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250 County School Rd. | Lexington, NC 27293 phone Phone: 336-249-8182 phone Fax: 336-249-1062
Student Wellness » Recent Events

Recent Events

Speedway to Healthy Exhibit
What is the Speedway to Healthy?

The Speedway to Healthy is a 1,200-square-foot, walk-through exhibit representing the human body. This creative educational exhibit teaches children in kindergarten through fifth (K-5) grades how the foods they eat affect their bodies and their health.

Why was the Speedway to Healthy project developed?

Childhood obesity is a widespread issue in the state and the nation. The Speedway to Healthy project was created as a resource to fight childhood obesity and poor health among children in North Carolina.
 
Read more: Dispatch article
 
Exhibit teaches through hands-on experience
Fourth-grade students move through the Davidson County Health Department's 'Speedway to Healthy' body maze at the Davidson County Recreation Department.
[Donnie Roberts/The Dispatch]
Elizabeth Butcher shows students how the kidneys filter blood at the 'Speedway to Healthy' exhibit held at the Davidson County Parks and Recreation Department. [Donnie Roberts/The Dispatch][Donnie Roberts/The Dispatch]
Carmen Carrick (center) teaches Keila Rodriguez and Andrew Chico how to floss teeth in the 'mouth' station at the 'Speedway to Healthy' exhibit held at the Davidson County Parks and Recreation Department on Thursday. [Donnie Roberts/The Dispatch]

Stories from Headlines Network
By Mat Batts / The Dispatch
More than 1,600 fourth-grade students from across Davidson County flooded the Lexington City Department of Parks and Recreation’s gym last week, racing through an hour-long, hands-on program known as the “Speedway to Healthy.”

Hosted by the Davidson County Health Department, in partnership with the Cooperative Extension program at North Carolina A&T State University, the three-day event took a unique approach to teaching kids about childhood obesity and healthy lifestyle best practices.

In small groups of eight to 10, students worked their way through 11 “pit-stops,” each representing a separate part of the human body. Throughout the journey, students identified as different pieces of food and simulated working through the human body. Approximately 30 volunteers split up around each station and presented five-minute mini lessons complete with props and visual aids.

“It’s very much interactive,” said Jen Hames, health department education supervisor and promotion coordinator. “They are showing kids (examples), they are demonstrating things. The kids are involved.”

Hames said last week was the first time the health department has offered the exhibit and said it dovetails nicely with “the obesity epidemic, which is such a big push for us,” in addition to a focus on nutrition education and healthy eating.

“And hopefully because it is interactive it will stick with them longer as they go through school,” Hames said.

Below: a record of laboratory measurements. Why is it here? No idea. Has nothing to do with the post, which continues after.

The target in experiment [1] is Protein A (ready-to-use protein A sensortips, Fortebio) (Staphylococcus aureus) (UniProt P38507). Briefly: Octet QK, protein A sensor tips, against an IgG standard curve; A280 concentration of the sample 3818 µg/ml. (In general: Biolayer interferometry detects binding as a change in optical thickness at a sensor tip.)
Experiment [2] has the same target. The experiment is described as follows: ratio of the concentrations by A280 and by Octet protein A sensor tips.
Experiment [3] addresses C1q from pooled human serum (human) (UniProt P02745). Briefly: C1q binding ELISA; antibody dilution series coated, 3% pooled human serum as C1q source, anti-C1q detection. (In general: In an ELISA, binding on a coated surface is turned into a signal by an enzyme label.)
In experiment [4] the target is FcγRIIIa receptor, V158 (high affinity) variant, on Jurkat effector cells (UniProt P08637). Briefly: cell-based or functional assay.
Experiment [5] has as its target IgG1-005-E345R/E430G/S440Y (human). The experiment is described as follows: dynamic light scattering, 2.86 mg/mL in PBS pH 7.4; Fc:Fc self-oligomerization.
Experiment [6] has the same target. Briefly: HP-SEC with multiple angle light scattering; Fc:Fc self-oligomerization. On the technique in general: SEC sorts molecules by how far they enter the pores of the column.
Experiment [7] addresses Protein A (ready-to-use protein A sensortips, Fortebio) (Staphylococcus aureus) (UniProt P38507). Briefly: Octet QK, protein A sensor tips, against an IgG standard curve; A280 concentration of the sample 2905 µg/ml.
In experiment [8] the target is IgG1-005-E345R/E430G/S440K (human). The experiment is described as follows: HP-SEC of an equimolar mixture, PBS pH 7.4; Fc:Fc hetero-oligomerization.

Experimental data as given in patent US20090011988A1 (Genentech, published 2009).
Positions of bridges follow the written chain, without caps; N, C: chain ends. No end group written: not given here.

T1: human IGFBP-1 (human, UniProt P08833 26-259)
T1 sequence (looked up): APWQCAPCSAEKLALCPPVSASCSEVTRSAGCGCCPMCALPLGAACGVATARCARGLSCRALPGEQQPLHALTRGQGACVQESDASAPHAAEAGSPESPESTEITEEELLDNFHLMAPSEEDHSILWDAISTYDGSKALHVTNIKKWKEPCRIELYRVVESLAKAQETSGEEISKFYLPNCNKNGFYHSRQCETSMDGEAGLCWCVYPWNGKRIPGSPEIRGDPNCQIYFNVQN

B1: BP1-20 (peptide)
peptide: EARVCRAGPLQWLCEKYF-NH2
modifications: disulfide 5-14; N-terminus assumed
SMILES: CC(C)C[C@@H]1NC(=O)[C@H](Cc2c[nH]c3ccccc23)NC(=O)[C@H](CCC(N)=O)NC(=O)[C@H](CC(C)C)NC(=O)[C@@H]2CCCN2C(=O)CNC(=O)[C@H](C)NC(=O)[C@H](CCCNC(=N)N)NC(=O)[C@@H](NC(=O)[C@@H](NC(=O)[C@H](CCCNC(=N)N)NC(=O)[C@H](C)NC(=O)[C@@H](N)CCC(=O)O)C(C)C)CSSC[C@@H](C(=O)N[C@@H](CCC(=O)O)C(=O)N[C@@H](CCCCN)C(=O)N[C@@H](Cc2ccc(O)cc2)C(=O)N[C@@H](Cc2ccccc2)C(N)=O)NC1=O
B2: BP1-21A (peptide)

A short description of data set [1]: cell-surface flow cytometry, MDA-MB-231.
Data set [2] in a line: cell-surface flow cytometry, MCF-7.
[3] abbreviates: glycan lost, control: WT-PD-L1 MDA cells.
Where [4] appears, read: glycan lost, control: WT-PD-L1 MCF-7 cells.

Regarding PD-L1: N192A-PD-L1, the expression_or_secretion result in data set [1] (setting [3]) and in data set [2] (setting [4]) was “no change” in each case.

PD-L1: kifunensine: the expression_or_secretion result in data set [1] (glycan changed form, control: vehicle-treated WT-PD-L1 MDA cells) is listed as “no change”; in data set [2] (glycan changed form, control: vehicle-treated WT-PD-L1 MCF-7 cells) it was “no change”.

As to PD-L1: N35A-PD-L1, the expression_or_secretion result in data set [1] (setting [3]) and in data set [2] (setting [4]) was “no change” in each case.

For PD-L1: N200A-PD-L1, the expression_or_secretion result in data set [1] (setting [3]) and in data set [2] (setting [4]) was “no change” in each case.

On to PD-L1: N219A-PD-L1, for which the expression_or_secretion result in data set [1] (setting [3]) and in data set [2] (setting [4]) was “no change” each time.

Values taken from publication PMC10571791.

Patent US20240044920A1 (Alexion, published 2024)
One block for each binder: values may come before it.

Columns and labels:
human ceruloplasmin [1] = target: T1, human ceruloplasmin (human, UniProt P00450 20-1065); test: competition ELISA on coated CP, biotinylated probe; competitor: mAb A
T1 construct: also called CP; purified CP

Beginning at 8 a.m. last Tuesday, Wednesday and Thursday, classes from both Davidson County Schools and Thomasville City Schools rotated in hour-long blocks to ensure that every student had an opportunity to experience the display.

As students from Liberty Drive Elementary School took their turn Thursday morning, fourth-grade teacher Marcia Nichols watched.

“Kids love field trips,” Nichols said. “They love to get out of the class and this was really good where they can be hands on and they can learn about things that are really beneficial to them that will really help them in their everyday living outside of school.”

Nichols said the Speedway to Healthy exhibit paired well with the fourth-grade science curriculum that students are learning. And for students that might not have an established routine for healthy eating or exercise, Nichols said the program offered important lessons.

“We’re a Title One school. We are a little bit low-income,” she said. “A lot of these kids just simply don’t know. They don’t have the facts or maybe the person they live with wasn’t taught to give them the healthy environment they need, so I think it’s really beneficial to see and actually talk to the nurses.”

Shortly after exiting the exhibit, Liberty Drive student Gavin Bushnell reflected on his experience.

“My favorite part, I think, was the brain,” Gavin said, where he learned that “it can control your taste buds and signal stuff to your body,”

The 10-year-old said he also learned about cavities and dietary needs “and that you can get a bad lung from smoking cigarettes and using tobacco” and “there’s different stuff in the heart where you can get it clogged up and works harder to get blood in your body.”

Teacka Wright, another 10-year-old Liberty Drive student, said her favorite part was learning about the human body, especially “that one way to keep your bones strong is to exercise and you have to eat healthy food.”

Her key takeaways were matter-of-fact: “You have to eat healthy foods to keep your muscles strong,” she said, “And you have to drink eight glasses of water a day.”
 
Mat Batts can be reached at (336) 249-3981, ext. 227, or at batts@the-dispatch.com.
Follow Mat on Twitter: @LexDispatchMBSee

DCS photos:
Speedway to Healthy